Tech writer Kashmir Hill questioned whether Flint’s death was the first “quantified self fatality,” a case study of how the data, gamification, and social prestige of online media push us past our better judgment. Cyclists often complain about Strava’s downsides even as they are unable to resist its addictive appeal. The constant feedback of performance data and social comparison encourages users to constantly strive harder without taking pleasure in the more enjoyable parts of the sport: enjoying the passing scenery, slowing down to chat with a fellow cyclist, stopping for a pastry, and aimlessly exploring new routes without purpose or destination.

We think of dopamine as a chemical reward, but in fact dopamine is released in anticipation of achievement and recognition, whether they are attained or not. The anticipation of seemingly small incentives — the like button on Facebook, the follower count on Twitter, the top ten list for a Strava segment — can trigger our dopamine addiction so that we are constantly seeking, never satisfied.

I am reminded of the ultimate gamification platform, capitalism, and the power of money to bestow prestige and inspire striving. Just as many cyclists obsess over Strava segments, the American Dreamer faces the quantified self of capitalism: our net worth, credit score, and investment portfolio. This omnipresent feedback about our fitness, finances, and online popularity is unprecedented and, it seems to me, under-studied. How are these digital metrics so powerful in shaping our behavior? And what are the downsides to the constant pursuit of excellence?

In 1930, John Maynard Keynes predicted that our economic standard of living would increase by four to eight times over the next century; and as a result, the average work week would fall to 15 hours as we spend more of our time on leisure and less of our time working.

Keynes accurately predicted the rising economic standard of living over the past century, but he was wrong that we would choose to work less as we earn more. In fact, studies of time diaries show that higher wage earners spend more time working than lower wage workers. Why do we choose to work more hours as we earn more money? Why did Americans forfeit 768 million days of paid time off in 2018? How is it that even leisure activities like cycling have frequently become goal-oriented efforts of optimal striving instead of rejuvenating breaks of relaxation? The legal scholar (and now Biden White House official) Tim Wu described the disappearance of amateur hobbyists as a “sign of civilization in decline:”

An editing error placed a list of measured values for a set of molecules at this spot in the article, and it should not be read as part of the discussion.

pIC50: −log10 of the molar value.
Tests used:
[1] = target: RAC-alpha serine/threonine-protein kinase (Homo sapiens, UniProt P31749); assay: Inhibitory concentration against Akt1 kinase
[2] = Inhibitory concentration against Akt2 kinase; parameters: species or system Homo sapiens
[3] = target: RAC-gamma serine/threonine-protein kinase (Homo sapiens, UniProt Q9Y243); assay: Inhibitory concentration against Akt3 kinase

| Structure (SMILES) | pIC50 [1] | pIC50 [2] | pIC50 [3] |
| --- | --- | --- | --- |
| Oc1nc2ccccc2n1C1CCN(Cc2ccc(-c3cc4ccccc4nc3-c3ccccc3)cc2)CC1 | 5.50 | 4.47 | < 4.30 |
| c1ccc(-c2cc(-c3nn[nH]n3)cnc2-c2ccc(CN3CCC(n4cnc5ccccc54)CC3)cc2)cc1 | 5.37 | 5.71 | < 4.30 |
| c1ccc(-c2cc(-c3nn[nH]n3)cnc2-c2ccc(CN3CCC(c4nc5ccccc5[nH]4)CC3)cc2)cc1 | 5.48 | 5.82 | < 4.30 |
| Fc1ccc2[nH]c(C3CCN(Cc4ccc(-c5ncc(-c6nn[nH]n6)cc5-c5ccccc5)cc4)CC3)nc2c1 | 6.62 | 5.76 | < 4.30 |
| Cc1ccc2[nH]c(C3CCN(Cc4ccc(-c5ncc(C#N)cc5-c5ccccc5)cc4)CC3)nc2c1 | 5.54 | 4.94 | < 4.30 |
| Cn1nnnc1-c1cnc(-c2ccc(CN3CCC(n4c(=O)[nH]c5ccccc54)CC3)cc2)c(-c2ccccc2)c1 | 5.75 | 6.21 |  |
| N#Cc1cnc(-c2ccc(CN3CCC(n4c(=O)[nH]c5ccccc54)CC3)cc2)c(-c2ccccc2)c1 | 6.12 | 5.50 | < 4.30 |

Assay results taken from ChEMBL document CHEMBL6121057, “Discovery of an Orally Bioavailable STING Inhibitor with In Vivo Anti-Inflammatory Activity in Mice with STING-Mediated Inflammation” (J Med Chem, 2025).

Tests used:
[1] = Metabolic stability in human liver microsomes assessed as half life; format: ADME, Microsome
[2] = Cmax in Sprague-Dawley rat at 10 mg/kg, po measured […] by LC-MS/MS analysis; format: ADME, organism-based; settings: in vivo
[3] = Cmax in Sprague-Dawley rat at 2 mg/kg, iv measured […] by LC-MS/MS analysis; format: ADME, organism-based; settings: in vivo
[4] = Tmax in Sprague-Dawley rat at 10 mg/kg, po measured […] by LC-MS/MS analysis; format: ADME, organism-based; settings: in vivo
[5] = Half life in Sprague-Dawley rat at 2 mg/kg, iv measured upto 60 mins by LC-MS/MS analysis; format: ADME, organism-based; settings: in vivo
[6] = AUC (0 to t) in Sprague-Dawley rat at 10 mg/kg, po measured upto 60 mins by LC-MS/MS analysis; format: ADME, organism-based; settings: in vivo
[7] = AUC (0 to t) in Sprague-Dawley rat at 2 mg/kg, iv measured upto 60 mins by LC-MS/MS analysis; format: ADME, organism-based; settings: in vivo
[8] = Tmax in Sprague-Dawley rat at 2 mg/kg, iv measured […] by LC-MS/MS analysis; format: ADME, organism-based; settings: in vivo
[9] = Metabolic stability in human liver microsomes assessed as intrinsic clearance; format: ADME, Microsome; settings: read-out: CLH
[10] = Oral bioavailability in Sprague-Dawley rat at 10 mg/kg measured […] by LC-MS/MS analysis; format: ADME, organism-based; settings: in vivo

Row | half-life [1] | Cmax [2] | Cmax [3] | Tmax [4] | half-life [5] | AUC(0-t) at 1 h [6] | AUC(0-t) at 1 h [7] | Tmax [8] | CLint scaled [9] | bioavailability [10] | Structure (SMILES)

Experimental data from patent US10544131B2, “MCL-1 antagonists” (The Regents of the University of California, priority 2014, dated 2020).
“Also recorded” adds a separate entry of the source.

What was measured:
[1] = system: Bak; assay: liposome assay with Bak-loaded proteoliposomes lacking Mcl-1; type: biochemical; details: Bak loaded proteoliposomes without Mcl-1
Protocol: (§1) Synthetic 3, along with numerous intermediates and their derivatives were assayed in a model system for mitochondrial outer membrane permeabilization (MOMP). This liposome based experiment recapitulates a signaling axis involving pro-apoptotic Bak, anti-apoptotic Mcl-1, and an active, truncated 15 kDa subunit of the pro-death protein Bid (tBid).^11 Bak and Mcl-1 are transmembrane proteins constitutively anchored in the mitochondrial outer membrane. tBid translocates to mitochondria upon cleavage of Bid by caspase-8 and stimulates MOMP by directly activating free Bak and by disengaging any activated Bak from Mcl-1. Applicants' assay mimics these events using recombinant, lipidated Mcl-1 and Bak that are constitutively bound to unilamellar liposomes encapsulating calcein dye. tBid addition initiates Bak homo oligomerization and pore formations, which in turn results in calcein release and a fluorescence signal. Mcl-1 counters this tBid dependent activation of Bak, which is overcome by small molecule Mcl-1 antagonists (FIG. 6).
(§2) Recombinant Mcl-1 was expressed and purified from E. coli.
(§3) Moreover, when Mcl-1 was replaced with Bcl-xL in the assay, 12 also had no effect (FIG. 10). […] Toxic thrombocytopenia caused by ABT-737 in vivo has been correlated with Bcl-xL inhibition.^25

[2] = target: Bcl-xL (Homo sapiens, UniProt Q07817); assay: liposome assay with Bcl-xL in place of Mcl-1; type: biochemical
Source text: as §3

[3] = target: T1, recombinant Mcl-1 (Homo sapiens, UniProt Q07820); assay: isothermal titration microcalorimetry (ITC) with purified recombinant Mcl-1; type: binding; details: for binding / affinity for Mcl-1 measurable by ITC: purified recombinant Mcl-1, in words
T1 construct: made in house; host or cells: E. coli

Strava segments have taught me that, with moderation, there is genuine pleasure to be found in “the pursuit of excellence” and the satisfaction of simply getting better at something. During the plague of malaise and uncertainty, segments on Strava offered me a reason for aspiration, a small reward for effort. On the other hand, constant striving toward quantified metrics distract us from cycling’s finest rewards: the unparalleled vistas at the top of a ridge, the slow conversations that unfold over pleasantly paced miles, the scenic backcountry roads discovered while meandering aimlessly. Similarly, our credit score is a useful reminder to keep a low credit card balance, but shouldn’t dissuade us from booking that needed vacation. Our net worth may help us plan for retirement, but is just as likely to distract us from appreciating the small moments that make for a meaningful life.

COVID has prompted us to reconsider our priorities and how we use our time and energy. Exhausted by the demands and busyness of modern life, we seek a better balance between the anticipation of striving and the reward of enjoying. I haven’t given up on Strava and I still enjoy the occasional sweaty effort to beat my best time up a hill. But increasingly, I leave the bike computer at home and pedal forth with neither destination nor goal.

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David Sasaki

Mostly ill-formed reflections to figure out what I think myself. Occasionally a fully formed essay with strong opinions, loosely held.